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Margarita Salas Falgueras, 1st Marchioness of Canero (30 November 1938 - 7 November 2019) was a Spanish scientist in the fields of biochemistry and molecular genetics. She was a feminist icon and an inspiration for generations of scientists.
Salas was born on 30 November 1938 in Canero, a parish of Valdés (Asturias), Spain, the daughter of a psychiatric doctor. She graduated in chemistry at the Complutense University of Madrid and obtained a PhD degree in 1963, with Alberto Sols [es] (CSIC) as supervisor. In 1963, she married Eladio Viñuela [es], and after finishing their Ph.D. theses, in August of the next year, they travelled to the United States to work with Severo Ochoa. On their return to Spain, Salas and her husband established a laboratory to research molecular biology at the Center for Biological Research in Madrid. Viñuela began a different field of research in 1970, studying the African plague virus, so that Salas would be recognised on her own merits. Salas was a professor of Molecular Genetics at the Complutense University Faculty of Chemistry from 1968 to 1992, professor of research at the Severo Ochoa Center for Molecular Biology from 1974, and its director from 1992 until January 1994, She was elected president of the Spanish Society of Biochemistry in 1988. She was also a director of the Foundation for Biomedical Research at the Gregorio Marañón Hospital (2001-2004), and of the Institute of Spain (1995-2003). She was responsible for promoting Spanish research in the fields of biochemistry and molecular biology. She supervised more than 40 doctoral students, and published over 200 scientific articles. She was an honorary professor at the Spanish National Research Council (CSIC) in the field of Biotechnology.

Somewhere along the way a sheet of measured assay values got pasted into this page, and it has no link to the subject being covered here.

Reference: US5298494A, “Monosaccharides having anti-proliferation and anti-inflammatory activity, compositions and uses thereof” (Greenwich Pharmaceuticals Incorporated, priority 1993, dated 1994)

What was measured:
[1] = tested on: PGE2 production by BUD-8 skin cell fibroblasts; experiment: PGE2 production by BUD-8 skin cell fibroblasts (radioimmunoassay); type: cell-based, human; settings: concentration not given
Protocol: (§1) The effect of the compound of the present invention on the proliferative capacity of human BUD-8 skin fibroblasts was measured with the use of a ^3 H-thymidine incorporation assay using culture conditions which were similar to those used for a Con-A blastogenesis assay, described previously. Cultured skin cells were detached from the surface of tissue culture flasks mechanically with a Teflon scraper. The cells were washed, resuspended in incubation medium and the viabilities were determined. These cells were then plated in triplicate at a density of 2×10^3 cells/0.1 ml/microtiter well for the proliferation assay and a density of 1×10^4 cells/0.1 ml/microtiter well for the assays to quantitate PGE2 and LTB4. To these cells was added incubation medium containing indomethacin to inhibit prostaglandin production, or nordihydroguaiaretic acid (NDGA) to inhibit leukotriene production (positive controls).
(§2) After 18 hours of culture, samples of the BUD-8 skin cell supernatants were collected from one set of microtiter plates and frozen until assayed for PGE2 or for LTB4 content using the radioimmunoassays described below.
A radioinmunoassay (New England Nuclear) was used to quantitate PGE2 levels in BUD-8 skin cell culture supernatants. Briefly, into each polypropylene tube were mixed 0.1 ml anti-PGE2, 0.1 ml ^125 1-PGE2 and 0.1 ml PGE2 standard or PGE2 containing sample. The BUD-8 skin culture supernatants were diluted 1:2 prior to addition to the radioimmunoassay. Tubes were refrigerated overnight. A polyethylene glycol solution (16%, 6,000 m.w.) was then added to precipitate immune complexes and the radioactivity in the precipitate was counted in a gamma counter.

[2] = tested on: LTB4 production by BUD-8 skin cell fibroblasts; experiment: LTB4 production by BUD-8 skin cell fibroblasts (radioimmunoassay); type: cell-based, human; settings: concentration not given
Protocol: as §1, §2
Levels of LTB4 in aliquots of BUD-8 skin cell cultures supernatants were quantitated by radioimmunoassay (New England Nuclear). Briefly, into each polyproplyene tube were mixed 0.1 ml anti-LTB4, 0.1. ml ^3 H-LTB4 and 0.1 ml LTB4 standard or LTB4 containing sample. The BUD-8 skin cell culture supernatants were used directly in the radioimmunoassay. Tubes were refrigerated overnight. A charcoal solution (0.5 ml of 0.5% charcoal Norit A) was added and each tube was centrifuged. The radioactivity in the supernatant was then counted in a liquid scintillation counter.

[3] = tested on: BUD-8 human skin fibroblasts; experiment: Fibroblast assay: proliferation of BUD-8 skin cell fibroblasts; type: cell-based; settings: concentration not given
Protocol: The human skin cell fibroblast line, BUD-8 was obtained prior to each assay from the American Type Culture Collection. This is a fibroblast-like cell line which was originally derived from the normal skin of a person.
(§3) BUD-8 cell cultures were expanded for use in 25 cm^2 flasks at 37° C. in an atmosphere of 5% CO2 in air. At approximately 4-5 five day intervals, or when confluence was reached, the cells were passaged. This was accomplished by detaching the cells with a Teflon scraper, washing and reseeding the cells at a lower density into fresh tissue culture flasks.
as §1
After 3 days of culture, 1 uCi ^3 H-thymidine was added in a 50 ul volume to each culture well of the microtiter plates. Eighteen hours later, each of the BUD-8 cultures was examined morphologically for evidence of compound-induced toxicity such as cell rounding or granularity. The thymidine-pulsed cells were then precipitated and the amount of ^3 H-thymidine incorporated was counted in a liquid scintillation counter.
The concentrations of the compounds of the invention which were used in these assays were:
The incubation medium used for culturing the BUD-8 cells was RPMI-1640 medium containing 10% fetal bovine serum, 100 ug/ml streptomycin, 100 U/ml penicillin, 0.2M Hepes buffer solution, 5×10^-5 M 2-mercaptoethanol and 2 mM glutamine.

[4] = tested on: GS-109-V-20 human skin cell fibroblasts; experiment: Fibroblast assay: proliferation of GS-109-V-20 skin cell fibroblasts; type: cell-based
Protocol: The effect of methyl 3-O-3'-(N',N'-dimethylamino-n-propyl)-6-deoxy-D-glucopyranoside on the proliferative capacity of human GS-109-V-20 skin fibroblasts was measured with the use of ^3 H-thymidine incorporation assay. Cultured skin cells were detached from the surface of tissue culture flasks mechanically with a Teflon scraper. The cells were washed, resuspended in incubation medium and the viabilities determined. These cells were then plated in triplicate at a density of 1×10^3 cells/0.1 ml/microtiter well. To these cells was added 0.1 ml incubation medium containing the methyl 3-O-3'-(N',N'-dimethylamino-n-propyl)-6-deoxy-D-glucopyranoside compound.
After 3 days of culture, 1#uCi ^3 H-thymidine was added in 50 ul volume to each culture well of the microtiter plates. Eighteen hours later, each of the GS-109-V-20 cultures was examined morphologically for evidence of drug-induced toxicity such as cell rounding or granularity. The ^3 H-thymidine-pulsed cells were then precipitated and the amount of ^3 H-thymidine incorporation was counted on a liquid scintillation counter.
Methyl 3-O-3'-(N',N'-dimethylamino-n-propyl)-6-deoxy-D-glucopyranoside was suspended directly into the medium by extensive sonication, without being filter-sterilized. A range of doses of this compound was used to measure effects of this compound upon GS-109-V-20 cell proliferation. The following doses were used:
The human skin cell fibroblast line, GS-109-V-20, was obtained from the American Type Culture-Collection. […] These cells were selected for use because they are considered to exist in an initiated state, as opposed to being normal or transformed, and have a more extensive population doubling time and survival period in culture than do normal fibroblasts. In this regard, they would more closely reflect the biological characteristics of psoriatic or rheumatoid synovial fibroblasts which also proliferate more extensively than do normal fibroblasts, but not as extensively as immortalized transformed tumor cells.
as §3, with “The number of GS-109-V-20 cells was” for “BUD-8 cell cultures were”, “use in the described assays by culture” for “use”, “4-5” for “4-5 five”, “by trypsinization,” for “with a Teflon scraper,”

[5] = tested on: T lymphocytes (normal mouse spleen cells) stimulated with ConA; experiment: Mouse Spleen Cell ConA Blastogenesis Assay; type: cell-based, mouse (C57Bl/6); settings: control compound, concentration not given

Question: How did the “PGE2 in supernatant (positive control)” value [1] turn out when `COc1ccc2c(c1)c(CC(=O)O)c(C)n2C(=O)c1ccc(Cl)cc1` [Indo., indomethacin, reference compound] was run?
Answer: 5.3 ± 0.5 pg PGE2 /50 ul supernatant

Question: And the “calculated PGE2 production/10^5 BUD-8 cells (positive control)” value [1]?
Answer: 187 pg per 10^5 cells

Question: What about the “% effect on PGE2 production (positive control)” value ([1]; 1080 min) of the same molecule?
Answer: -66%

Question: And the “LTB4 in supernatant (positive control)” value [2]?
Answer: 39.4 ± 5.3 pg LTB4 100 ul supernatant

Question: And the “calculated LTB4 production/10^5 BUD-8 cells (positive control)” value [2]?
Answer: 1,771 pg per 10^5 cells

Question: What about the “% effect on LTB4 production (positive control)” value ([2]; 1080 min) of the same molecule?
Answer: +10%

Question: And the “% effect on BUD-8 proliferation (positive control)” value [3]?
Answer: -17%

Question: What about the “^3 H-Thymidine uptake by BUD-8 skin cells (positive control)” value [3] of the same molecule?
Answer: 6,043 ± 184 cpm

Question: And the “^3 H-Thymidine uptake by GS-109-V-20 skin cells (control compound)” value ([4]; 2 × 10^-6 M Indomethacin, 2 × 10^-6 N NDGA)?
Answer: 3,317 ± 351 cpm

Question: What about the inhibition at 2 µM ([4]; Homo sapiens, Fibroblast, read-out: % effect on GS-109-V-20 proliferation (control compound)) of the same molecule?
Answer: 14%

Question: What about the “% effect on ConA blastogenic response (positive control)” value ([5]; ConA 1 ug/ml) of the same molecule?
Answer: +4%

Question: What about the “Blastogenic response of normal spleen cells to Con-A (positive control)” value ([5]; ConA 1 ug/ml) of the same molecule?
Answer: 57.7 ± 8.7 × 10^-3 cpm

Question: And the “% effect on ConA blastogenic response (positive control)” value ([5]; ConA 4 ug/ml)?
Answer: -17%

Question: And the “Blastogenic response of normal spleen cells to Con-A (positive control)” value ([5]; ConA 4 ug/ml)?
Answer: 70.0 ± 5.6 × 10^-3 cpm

Salas and Viñuela had one daughter. She was reported as saying that she delayed motherhood until she was 37, when she felt that she could combine both professional and family life. She died on 7 November 2019 in Madrid at age 80.
Margarita Salas receiving the honoris causa honor by UNED
During her time in Ochoa's lab, Salas determined the directionality of genetic information reading. She also discovered and characterized the ?29 phage DNA polymerase, which has biotechnological applications due to its high DNA amplification properties. Her research allowed trace amounts of DNA to be replicated more quickly and reliably, making DNA analysis accessible in fields such as archaeology and forensics, where only trace amounts may be retrieved, and in oncology. The method is now called multiple displacement amplification.
Salas published more than 300 scientific articles and other works. She also has 8 patents, and presented papers at 398 conferences and seminars.:4 The patent relating to her discovery of ?29 generated more royalties for the Spanish National Research Council than any of its other patents, with 50% of its patent royalty income deriving from that one patent.
2009: Gold Medal of the College of Veterinarians of the Principality of Asturias.
2009: Title of Honorary Ambassador of the Spain Brand, category of Science and Innovation, which fails Leading Brands of Spanish Forum with the approval of the Ministry of Foreign Affairs and Cooperation.
2009: Women Leader Award 2009, awarded by the Rafael del Pino, Aliter and Merck Foundation.
2009: Award "An entire professional life" of the Mapfre Foundation.
2014: Chemistry Excellence Award, awarded by the General Council of Associations of Chemists of Spain.